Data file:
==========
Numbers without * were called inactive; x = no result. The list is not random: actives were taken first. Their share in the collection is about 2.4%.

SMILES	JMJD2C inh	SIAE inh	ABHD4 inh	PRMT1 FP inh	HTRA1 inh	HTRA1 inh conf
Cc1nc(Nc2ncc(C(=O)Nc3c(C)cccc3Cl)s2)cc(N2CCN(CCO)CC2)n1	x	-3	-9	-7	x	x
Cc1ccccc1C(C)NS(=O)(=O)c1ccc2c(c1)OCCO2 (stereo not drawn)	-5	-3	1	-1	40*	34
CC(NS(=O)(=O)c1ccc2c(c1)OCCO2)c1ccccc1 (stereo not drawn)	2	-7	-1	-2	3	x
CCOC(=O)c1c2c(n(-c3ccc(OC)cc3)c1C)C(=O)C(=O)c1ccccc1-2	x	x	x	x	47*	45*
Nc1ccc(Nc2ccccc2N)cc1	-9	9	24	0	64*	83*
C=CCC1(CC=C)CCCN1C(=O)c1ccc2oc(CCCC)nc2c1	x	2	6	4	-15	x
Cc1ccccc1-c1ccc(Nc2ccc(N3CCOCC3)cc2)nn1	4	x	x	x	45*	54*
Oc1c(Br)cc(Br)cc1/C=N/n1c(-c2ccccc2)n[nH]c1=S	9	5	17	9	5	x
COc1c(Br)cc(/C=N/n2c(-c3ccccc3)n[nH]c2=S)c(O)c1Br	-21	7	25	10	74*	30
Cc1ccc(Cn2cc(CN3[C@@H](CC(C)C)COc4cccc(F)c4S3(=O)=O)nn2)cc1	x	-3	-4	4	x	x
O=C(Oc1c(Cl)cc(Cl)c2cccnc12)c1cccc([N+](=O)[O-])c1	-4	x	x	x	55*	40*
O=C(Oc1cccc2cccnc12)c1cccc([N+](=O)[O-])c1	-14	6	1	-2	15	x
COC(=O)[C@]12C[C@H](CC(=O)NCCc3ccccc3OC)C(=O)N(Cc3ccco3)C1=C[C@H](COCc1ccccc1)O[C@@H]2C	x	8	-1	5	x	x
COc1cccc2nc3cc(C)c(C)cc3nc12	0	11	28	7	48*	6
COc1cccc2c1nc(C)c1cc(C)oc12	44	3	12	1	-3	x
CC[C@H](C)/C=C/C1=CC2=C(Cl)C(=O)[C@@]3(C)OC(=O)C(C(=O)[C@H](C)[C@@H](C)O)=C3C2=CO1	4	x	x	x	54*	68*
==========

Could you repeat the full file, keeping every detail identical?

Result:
Numbers without * were called inactive; x = no result. The list is not random: actives were taken first. Their share in the collection is about 2.4%.

SMILES	JMJD2C inh	SIAE inh	ABHD4 inh	PRMT1 FP inh	HTRA1 inh	HTRA1 inh conf
Cc1nc(Nc2ncc(C(=O)Nc3c(C)cccc3Cl)s2)cc(N2CCN(CCO)CC2)n1	x	-3	-9	-7	x	x
Cc1ccccc1C(C)NS(=O)(=O)c1ccc2c(c1)OCCO2 (stereo not drawn)	-5	-3	1	-1	40*	34
CC(NS(=O)(=O)c1ccc2c(c1)OCCO2)c1ccccc1 (stereo not drawn)	2	-7	-1	-2	3	x
CCOC(=O)c1c2c(n(-c3ccc(OC)cc3)c1C)C(=O)C(=O)c1ccccc1-2	x	x	x	x	47*	45*
Nc1ccc(Nc2ccccc2N)cc1	-9	9	24	0	64*	83*
C=CCC1(CC=C)CCCN1C(=O)c1ccc2oc(CCCC)nc2c1	x	2	6	4	-15	x
Cc1ccccc1-c1ccc(Nc2ccc(N3CCOCC3)cc2)nn1	4	x	x	x	45*	54*
Oc1c(Br)cc(Br)cc1/C=N/n1c(-c2ccccc2)n[nH]c1=S	9	5	17	9	5	x
COc1c(Br)cc(/C=N/n2c(-c3ccccc3)n[nH]c2=S)c(O)c1Br	-21	7	25	10	74*	30
Cc1ccc(Cn2cc(CN3[C@@H](CC(C)C)COc4cccc(F)c4S3(=O)=O)nn2)cc1	x	-3	-4	4	x	x
O=C(Oc1c(Cl)cc(Cl)c2cccnc12)c1cccc([N+](=O)[O-])c1	-4	x	x	x	55*	40*
O=C(Oc1cccc2cccnc12)c1cccc([N+](=O)[O-])c1	-14	6	1	-2	15	x
COC(=O)[C@]12C[C@H](CC(=O)NCCc3ccccc3OC)C(=O)N(Cc3ccco3)C1=C[C@H](COCc1ccccc1)O[C@@H]2C	x	8	-1	5	x	x
COc1cccc2nc3cc(C)c(C)cc3nc12	0	11	28	7	48*	6
COc1cccc2c1nc(C)c1cc(C)oc12	44	3	12	1	-3	x
CC[C@H](C)/C=C/C1=CC2=C(Cl)C(=O)[C@@]3(C)OC(=O)C(C(=O)[C@H](C)[C@@H](C)O)=C3C2=CO1	4	x	x	x	54*	68*